Jerry Brown spent the first two years of his second governorship dealing with a chronic budget crisis and finally persuaded voters to raise sales and income taxes to narrow the budget gap.
It's debatable whether Brown has truly resolved California's fiscal woes, since the budget is "balanced" only by ignoring several major issues, such as an immense deficit in the teachers pension fund and mounting costs for retiree health care.
Moreover, the new taxes are temporary, while the tax ballot measure, Proposition 30, included a permanent, $5 billion-plus annual commitment to counties. Thus, Brown may leave behind a new budget problem if and when he finishes his last term in 2019.
For the moment, however, Brown has declared victory on the budget and moved on to other items on his agenda, most prominently – if one believes his State of the State speech – overhauling school finance and reforming the California Environmental Quality Act.
Brown made his education case "for cutting categorical programs and putting maximum authority and discretion back at the local level," plus giving more money to districts with large numbers of poor and "English-learner" students.
Regarding CEQA, Brown said, "Our approach needs to be based more on consistent standards that provide greater certainty and cut needless delays."
Three months later, however, both of those high-profile concepts have hit solid walls of political opposition.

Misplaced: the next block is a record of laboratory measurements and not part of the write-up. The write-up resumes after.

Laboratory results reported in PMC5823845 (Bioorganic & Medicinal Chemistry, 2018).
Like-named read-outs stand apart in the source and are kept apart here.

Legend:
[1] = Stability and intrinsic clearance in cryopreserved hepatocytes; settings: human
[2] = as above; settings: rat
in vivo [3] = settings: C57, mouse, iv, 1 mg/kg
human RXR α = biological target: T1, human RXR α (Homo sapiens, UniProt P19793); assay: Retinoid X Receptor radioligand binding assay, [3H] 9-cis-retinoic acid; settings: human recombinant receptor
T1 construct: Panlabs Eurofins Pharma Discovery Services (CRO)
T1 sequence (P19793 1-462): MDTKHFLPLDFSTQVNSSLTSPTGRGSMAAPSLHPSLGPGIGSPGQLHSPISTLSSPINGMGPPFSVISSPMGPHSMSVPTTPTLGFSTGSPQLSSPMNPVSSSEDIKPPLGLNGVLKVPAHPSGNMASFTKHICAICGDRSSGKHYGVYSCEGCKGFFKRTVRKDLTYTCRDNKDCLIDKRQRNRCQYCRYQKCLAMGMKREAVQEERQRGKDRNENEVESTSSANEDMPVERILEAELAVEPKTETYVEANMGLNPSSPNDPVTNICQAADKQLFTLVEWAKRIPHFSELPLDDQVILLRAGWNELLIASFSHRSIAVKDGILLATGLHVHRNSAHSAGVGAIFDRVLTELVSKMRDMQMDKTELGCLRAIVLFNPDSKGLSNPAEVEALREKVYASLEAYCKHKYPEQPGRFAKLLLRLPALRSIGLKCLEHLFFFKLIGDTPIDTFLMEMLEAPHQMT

Brown's school plan wins plaudits in a new statewide voter poll, but affluent suburban school districts that would be losers and advocates of categorical aid programs have mounted effective opposition. And Brown himself conceded this week that significant CEQA reform, which is strongly opposed by environmental groups and labor unions, may be a nonstarter this year.
Meanwhile, one of Brown's earlier moves, aimed at reducing the prison population without directly releasing felons, is running into big trouble.
That $5 billion commitment to counties in Proposition 30 was to pay for keeping low-level felons in local jails and probation oversight, rather than sending them to state prison, thus allowing the prison population to shrink by attrition.
It has, indeed, shriveled dramatically, but there's rising criticism among local law enforcement officials about crimes being committed by the redirected offenders, and Brown's plea to federal judges to suspend further reductions has fallen on deaf ears.
Brown contends that dropping inmate populations more will require direct release of up to 10,000 dangerous felons, but he's being threatened with contempt of court if he refuses to reduce prison overcrowding more.
If his agenda continues to stall, Brown may recall his budget wrangles as the good old days.